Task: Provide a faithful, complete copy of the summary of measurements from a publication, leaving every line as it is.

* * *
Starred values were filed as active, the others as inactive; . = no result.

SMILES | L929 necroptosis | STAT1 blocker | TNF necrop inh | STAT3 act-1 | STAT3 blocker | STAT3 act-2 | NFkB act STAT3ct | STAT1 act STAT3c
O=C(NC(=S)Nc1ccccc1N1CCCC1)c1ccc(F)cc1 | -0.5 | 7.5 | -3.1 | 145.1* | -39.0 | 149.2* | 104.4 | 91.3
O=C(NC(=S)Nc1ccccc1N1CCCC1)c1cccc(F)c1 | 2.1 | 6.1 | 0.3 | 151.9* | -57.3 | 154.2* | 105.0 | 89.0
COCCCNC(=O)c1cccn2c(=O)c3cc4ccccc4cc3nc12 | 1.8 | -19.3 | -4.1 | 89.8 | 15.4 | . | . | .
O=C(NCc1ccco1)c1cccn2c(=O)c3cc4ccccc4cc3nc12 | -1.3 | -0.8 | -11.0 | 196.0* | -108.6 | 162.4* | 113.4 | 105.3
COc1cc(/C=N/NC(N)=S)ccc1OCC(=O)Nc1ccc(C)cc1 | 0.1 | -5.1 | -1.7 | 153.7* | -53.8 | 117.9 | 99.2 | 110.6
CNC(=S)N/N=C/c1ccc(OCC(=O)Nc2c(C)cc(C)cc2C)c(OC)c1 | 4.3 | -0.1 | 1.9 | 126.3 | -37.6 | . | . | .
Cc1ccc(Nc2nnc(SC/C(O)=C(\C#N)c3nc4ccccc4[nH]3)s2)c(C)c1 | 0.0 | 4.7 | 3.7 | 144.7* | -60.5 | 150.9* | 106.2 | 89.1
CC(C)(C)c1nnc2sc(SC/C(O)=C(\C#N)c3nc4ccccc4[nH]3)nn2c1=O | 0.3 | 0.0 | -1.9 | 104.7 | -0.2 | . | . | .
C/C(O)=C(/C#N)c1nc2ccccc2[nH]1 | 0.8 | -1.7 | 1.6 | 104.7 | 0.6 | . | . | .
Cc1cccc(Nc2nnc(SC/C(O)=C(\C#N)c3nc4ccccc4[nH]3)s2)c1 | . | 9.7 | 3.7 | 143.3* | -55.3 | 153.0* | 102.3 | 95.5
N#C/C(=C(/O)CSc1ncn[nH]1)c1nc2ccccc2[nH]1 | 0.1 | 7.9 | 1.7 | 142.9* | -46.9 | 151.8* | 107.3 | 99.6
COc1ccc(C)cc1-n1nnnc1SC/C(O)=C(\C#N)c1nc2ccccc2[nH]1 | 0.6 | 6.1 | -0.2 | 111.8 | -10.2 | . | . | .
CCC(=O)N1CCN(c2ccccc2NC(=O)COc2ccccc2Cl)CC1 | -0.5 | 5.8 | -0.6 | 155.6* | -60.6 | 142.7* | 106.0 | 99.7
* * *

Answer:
Starred values were filed as active, the others as inactive; . = no result.

SMILES | L929 necroptosis | STAT1 blocker | TNF necrop inh | STAT3 act-1 | STAT3 blocker | STAT3 act-2 | NFkB act STAT3ct | STAT1 act STAT3c
O=C(NC(=S)Nc1ccccc1N1CCCC1)c1ccc(F)cc1 | -0.5 | 7.5 | -3.1 | 145.1* | -39.0 | 149.2* | 104.4 | 91.3
O=C(NC(=S)Nc1ccccc1N1CCCC1)c1cccc(F)c1 | 2.1 | 6.1 | 0.3 | 151.9* | -57.3 | 154.2* | 105.0 | 89.0
COCCCNC(=O)c1cccn2c(=O)c3cc4ccccc4cc3nc12 | 1.8 | -19.3 | -4.1 | 89.8 | 15.4 | . | . | .
O=C(NCc1ccco1)c1cccn2c(=O)c3cc4ccccc4cc3nc12 | -1.3 | -0.8 | -11.0 | 196.0* | -108.6 | 162.4* | 113.4 | 105.3
COc1cc(/C=N/NC(N)=S)ccc1OCC(=O)Nc1ccc(C)cc1 | 0.1 | -5.1 | -1.7 | 153.7* | -53.8 | 117.9 | 99.2 | 110.6
CNC(=S)N/N=C/c1ccc(OCC(=O)Nc2c(C)cc(C)cc2C)c(OC)c1 | 4.3 | -0.1 | 1.9 | 126.3 | -37.6 | . | . | .
Cc1ccc(Nc2nnc(SC/C(O)=C(\C#N)c3nc4ccccc4[nH]3)s2)c(C)c1 | 0.0 | 4.7 | 3.7 | 144.7* | -60.5 | 150.9* | 106.2 | 89.1
CC(C)(C)c1nnc2sc(SC/C(O)=C(\C#N)c3nc4ccccc4[nH]3)nn2c1=O | 0.3 | 0.0 | -1.9 | 104.7 | -0.2 | . | . | .
C/C(O)=C(/C#N)c1nc2ccccc2[nH]1 | 0.8 | -1.7 | 1.6 | 104.7 | 0.6 | . | . | .
Cc1cccc(Nc2nnc(SC/C(O)=C(\C#N)c3nc4ccccc4[nH]3)s2)c1 | . | 9.7 | 3.7 | 143.3* | -55.3 | 153.0* | 102.3 | 95.5
N#C/C(=C(/O)CSc1ncn[nH]1)c1nc2ccccc2[nH]1 | 0.1 | 7.9 | 1.7 | 142.9* | -46.9 | 151.8* | 107.3 | 99.6
COc1ccc(C)cc1-n1nnnc1SC/C(O)=C(\C#N)c1nc2ccccc2[nH]1 | 0.6 | 6.1 | -0.2 | 111.8 | -10.2 | . | . | .
CCC(=O)N1CCN(c2ccccc2NC(=O)COc2ccccc2Cl)CC1 | -0.5 | 5.8 | -0.6 | 155.6* | -60.6 | 142.7* | 106.0 | 99.7